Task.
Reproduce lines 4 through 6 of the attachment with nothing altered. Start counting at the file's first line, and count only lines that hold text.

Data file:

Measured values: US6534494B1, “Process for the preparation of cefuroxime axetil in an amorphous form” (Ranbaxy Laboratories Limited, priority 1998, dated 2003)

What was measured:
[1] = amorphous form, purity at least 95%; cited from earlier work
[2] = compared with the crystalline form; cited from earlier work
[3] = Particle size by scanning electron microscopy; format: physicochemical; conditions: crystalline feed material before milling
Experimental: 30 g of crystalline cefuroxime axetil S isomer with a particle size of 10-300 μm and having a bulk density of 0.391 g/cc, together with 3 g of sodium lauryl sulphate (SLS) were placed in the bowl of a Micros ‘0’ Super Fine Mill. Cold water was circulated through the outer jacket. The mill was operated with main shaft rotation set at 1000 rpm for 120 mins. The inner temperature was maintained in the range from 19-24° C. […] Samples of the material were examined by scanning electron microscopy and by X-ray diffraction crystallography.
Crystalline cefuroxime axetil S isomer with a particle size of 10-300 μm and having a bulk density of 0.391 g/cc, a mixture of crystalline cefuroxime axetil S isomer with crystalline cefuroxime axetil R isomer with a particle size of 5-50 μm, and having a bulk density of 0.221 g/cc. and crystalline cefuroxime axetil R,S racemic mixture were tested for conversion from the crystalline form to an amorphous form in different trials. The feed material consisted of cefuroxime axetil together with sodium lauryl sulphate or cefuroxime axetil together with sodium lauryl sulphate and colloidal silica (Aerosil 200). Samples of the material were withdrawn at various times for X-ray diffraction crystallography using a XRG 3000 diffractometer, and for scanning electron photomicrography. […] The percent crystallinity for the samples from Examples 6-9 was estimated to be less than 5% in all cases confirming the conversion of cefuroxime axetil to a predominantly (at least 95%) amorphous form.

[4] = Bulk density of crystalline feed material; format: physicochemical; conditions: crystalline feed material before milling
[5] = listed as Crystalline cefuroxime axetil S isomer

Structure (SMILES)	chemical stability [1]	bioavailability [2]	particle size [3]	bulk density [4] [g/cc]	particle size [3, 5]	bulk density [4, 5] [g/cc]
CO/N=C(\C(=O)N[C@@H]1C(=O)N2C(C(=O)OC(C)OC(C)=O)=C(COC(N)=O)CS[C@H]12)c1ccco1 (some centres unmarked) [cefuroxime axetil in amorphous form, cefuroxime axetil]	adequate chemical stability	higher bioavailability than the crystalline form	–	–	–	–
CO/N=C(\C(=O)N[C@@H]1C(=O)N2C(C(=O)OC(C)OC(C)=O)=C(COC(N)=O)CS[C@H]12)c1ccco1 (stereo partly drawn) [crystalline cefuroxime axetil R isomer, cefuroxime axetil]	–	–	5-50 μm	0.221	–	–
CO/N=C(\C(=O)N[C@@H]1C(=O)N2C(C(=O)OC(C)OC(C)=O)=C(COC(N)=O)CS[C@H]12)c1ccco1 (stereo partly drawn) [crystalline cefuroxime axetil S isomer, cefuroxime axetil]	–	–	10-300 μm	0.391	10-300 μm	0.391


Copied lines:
[2] = compared with the crystalline form; cited from earlier work
[3] = Particle size by scanning electron microscopy; format: physicochemical; conditions: crystalline feed material before milling
Experimental: 30 g of crystalline cefuroxime axetil S isomer with a particle size of 10-300 μm and having a bulk density of 0.391 g/cc, together with 3 g of sodium lauryl sulphate (SLS) were placed in the bowl of a Micros ‘0’ Super Fine Mill. Cold water was circulated through the outer jacket. The mill was operated with main shaft rotation set at 1000 rpm for 120 mins. The inner temperature was maintained in the range from 19-24° C. […] Samples of the material were examined by scanning electron microscopy and by X-ray diffraction crystallography.